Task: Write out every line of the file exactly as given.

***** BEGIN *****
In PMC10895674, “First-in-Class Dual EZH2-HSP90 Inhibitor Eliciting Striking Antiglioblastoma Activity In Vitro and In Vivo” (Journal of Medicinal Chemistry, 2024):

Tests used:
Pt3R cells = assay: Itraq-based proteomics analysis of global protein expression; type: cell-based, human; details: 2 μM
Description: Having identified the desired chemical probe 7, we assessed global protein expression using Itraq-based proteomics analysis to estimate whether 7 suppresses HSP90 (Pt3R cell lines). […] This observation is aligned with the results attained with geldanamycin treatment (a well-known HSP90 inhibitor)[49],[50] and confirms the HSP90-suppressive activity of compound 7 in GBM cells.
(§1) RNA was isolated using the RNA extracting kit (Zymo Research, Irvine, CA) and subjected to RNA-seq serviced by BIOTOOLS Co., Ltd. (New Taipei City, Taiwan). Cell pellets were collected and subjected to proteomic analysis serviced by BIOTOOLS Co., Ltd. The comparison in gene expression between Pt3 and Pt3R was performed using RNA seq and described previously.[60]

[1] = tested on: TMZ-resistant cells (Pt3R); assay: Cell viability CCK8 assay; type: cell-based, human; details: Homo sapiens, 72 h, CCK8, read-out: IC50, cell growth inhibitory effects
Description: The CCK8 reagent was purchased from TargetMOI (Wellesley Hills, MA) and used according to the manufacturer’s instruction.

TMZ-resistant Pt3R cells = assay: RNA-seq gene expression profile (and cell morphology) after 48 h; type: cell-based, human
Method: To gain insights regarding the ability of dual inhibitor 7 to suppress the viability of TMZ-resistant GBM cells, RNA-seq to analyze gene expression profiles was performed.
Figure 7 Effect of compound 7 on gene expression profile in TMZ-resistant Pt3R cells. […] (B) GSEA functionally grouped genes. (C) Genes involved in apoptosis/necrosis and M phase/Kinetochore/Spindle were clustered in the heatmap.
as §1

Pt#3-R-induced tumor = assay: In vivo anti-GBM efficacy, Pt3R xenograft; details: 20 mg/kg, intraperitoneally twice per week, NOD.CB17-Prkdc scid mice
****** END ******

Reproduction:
In PMC10895674, “First-in-Class Dual EZH2-HSP90 Inhibitor Eliciting Striking Antiglioblastoma Activity In Vitro and In Vivo” (Journal of Medicinal Chemistry, 2024):

Tests used:
Pt3R cells = assay: Itraq-based proteomics analysis of global protein expression; type: cell-based, human; details: 2 μM
Description: Having identified the desired chemical probe 7, we assessed global protein expression using Itraq-based proteomics analysis to estimate whether 7 suppresses HSP90 (Pt3R cell lines). […] This observation is aligned with the results attained with geldanamycin treatment (a well-known HSP90 inhibitor)[49],[50] and confirms the HSP90-suppressive activity of compound 7 in GBM cells.
(§1) RNA was isolated using the RNA extracting kit (Zymo Research, Irvine, CA) and subjected to RNA-seq serviced by BIOTOOLS Co., Ltd. (New Taipei City, Taiwan). Cell pellets were collected and subjected to proteomic analysis serviced by BIOTOOLS Co., Ltd. The comparison in gene expression between Pt3 and Pt3R was performed using RNA seq and described previously.[60]

[1] = tested on: TMZ-resistant cells (Pt3R); assay: Cell viability CCK8 assay; type: cell-based, human; details: Homo sapiens, 72 h, CCK8, read-out: IC50, cell growth inhibitory effects
Description: The CCK8 reagent was purchased from TargetMOI (Wellesley Hills, MA) and used according to the manufacturer’s instruction.

TMZ-resistant Pt3R cells = assay: RNA-seq gene expression profile (and cell morphology) after 48 h; type: cell-based, human
Method: To gain insights regarding the ability of dual inhibitor 7 to suppress the viability of TMZ-resistant GBM cells, RNA-seq to analyze gene expression profiles was performed.
Figure 7 Effect of compound 7 on gene expression profile in TMZ-resistant Pt3R cells. […] (B) GSEA functionally grouped genes. (C) Genes involved in apoptosis/necrosis and M phase/Kinetochore/Spindle were clustered in the heatmap.
as §1

Pt#3-R-induced tumor = assay: In vivo anti-GBM efficacy, Pt3R xenograft; details: 20 mg/kg, intraperitoneally twice per week, NOD.CB17-Prkdc scid mice